Dawkins's Mirror Question



A really good book is one that makes you want to put it down for a while so that you can think.

This is taken from Richard Dawkins's latest book The Oxford Book of Modern Science Writing. See the review in Science (Mail me if you need access).

For years as a college tutor at Oxford, I would try the intelligence and reasoning powers of entrance candidates by asking them at interview to muse aloud on the conundrum of why mirror images appear left-right reversed but not upside down. It is a provocative puzzle, which is hard to situate among academic disciplines. Is it a question in psychology, in physics, in philosophy, in geometry, or just commonsense? I wasn't necessarily expecting my candidates to "know the right answer." I wanted to hear them think aloud, wanted to see if the question piqued their interest and their curiosity. If it did, they would probably be fun to teach.


The book is maybe good bedtime reading, but not the paragraph above. I read the paragraph and I couldn't sleep till had some sort of satisfactory answer. It's rather intriguing and wanted to discuss this below. My friends in Mathematics have a better idea of this, but I am taking a stab at it here.


STOP HERE IF YOU WANT TO THINK ABOUT THE PROBLEM ...



It is about particular symmetry? That lead me away from thinking about mirrors to drawing mirror images and considering that we reflect images about a particular axis. This is a practical issue when it comes to making stamps, or printing for example.

(Pardon my sloppy drawing. It's much harder to draw accurate mirror images than is popularly believed.)
Upon drawing this simple figure, I realised that mirroring (reflection) is a not really a 2D transform, but is a 3D transform since there is no strictly planar or 2-D operation(rotate, shift) can be performed that convert A to B. Of course if you reverse the X-axis then you automatically reflect. It's like looking at the 2-D figure from the bottom instead of the top.

Thinking about it in another way, if you had simply an outline figure (shown on top), you wouldn't really see any lateral inversion. If viewed from one perspective, there is no lateral inversion. That's because the figure being hollow does not have a correct viewing side.

So, according to me it boils down to a frame of reference. By imposing your frame of reference onto the mirrored image you get the perception of lateral inversion. In that parallel universe of mirror images, the X axis is reversed and hence correctly speaking left is actually right! The absolute values of all the points along X have not changed, only the signs have.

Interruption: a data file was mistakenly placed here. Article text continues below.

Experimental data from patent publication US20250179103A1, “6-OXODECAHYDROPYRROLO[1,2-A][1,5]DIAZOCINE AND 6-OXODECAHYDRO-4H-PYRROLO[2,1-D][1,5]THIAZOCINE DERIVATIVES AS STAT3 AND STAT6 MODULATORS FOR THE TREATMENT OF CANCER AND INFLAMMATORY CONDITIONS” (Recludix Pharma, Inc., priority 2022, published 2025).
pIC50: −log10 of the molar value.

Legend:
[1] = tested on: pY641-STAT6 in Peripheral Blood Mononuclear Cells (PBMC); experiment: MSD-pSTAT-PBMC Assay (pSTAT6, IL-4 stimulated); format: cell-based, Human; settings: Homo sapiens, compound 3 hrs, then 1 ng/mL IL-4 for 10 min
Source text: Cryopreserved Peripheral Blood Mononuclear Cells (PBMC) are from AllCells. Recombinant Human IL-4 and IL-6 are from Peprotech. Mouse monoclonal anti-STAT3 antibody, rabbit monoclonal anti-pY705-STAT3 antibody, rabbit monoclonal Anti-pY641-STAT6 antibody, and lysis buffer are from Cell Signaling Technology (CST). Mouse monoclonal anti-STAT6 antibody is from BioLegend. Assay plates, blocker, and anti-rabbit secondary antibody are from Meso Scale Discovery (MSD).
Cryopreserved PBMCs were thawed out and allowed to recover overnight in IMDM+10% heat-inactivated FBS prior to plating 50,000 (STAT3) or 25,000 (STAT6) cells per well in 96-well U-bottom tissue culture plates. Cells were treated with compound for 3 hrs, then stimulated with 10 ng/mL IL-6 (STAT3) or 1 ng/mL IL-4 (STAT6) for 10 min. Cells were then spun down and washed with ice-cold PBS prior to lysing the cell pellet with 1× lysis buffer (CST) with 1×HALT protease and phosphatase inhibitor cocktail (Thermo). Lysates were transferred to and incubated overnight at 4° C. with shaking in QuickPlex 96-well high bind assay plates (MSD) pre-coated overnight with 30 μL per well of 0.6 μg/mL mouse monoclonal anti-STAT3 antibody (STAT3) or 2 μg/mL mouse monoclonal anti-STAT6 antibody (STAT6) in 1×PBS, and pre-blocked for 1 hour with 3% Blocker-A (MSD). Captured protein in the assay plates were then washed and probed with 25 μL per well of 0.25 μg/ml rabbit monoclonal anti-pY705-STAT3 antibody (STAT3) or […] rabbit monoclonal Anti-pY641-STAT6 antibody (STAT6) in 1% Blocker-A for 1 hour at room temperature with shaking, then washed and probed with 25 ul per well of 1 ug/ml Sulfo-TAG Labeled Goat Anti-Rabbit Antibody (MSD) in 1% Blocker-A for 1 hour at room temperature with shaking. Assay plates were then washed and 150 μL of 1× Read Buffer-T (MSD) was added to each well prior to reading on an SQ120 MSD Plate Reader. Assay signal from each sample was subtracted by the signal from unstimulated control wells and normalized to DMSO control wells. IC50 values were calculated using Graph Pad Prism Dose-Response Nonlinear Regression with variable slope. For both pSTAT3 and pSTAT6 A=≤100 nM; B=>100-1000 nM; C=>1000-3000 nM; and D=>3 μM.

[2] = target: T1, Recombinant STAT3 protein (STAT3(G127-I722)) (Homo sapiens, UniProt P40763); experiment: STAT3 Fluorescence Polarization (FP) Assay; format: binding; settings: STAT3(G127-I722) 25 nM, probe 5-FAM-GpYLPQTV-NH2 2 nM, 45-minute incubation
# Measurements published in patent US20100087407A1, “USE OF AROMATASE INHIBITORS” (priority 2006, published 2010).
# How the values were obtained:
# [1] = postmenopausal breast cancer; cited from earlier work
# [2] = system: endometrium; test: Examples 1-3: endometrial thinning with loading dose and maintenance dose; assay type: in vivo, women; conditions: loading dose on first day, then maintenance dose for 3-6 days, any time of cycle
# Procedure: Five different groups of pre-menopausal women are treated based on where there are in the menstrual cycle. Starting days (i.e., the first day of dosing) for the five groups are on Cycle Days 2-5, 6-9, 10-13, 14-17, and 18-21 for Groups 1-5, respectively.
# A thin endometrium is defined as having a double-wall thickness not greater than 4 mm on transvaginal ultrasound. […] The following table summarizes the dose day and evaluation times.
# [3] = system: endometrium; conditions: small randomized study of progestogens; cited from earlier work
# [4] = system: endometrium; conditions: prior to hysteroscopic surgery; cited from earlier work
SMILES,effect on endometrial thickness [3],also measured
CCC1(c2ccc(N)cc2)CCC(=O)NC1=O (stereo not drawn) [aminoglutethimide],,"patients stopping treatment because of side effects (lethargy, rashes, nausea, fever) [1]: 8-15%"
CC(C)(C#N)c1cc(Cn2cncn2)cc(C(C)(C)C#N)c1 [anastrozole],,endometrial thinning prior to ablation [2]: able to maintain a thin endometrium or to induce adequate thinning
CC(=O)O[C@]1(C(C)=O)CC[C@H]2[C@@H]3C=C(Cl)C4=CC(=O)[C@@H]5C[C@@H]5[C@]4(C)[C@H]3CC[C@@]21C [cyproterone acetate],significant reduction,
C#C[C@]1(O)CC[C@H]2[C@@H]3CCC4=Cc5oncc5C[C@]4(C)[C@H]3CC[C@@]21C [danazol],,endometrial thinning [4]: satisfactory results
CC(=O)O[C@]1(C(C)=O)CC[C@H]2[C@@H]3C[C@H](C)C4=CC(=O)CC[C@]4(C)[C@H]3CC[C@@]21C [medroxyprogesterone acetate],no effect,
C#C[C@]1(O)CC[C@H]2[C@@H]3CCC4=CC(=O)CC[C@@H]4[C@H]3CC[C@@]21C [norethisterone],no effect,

Coming back to the other question of top and bottom inversion, the simple four figure shows that top bottom is achieved by rotation around the Z-axis, or by two repeated mirrorings on the Y and X axis. So, you can ask why rotation only changes top and bottom, but not left and right. They are simply two different transformations.


More generally speaking, there is really left or right, or top and bottom. It's all relative all perceptions are due to the frame of reference. So, if you perform a transformation then you have to choose the appropriate frame of reference or grid to view it correctly. In a more extreme case, even in case of a distortion, the square will be a square in the distorted frame, but appears warped only because you impose your original frame on the 'new' square.

So, I think the problem is one of pure geometry and not of psychology or even physics. Perhaps, humans are predisposed to think of particular frames of references which cause this effect.

4 comments:

Anonymous said...

Interesting post. Another explanation: Imagine you are looking at another person. Assume that +ve x is right and +ve y is up. Then, your +ive x is the -ive x of the other person, but you share the same +ive y. Looking at a reflection is really like looking at another person - hence the lateral inversion but not the up-down inversion. If you were standing on top a mirror, then you would see both types of inversion - this is because if you imagined another person standing upside down in place of your reflection, then her +y is the same as your -y and her +x is the same as your -x. Hence, inversion in both perspectives.

Hirak said...

Great! I like your explanation better. I had the -ve x and +ve x figured out.
But, the top of the mirror was really a clever way of thinking about the problem which reveals the false perception of axes.

Then, you realise that in fact there is bottom-top inversion at all times. Only we don't perceive it as such because the -ve y axis folds up.

To add another example:
A reflection in the water is a 45 degrees in which there is left-right inversion and a top-to-side inversion.

By a consistent interchange from one system of coordinates to another, you can achieve rotation and reflection.

Ganesh Hegde said...

Perhaps I don't understand the problem correctly, but Snell's law of reflection should be the obvious answer.
You 'see' only those rays that reach you on reflection, the ones that don't, need to perceived from elsewhere, much like the quintessential mirror shot in hindi movies, where the audience gets to see the person standing in front of the camera, but the actor himself/herself, doesnt.
The inverse image will still form, but you need to be in another position to view it.

Hirak said...

@Ganesh

I don't know how Snell's Law would explain it.

But, you are right it's a matter or perspective, or technically, coordinate systems in use.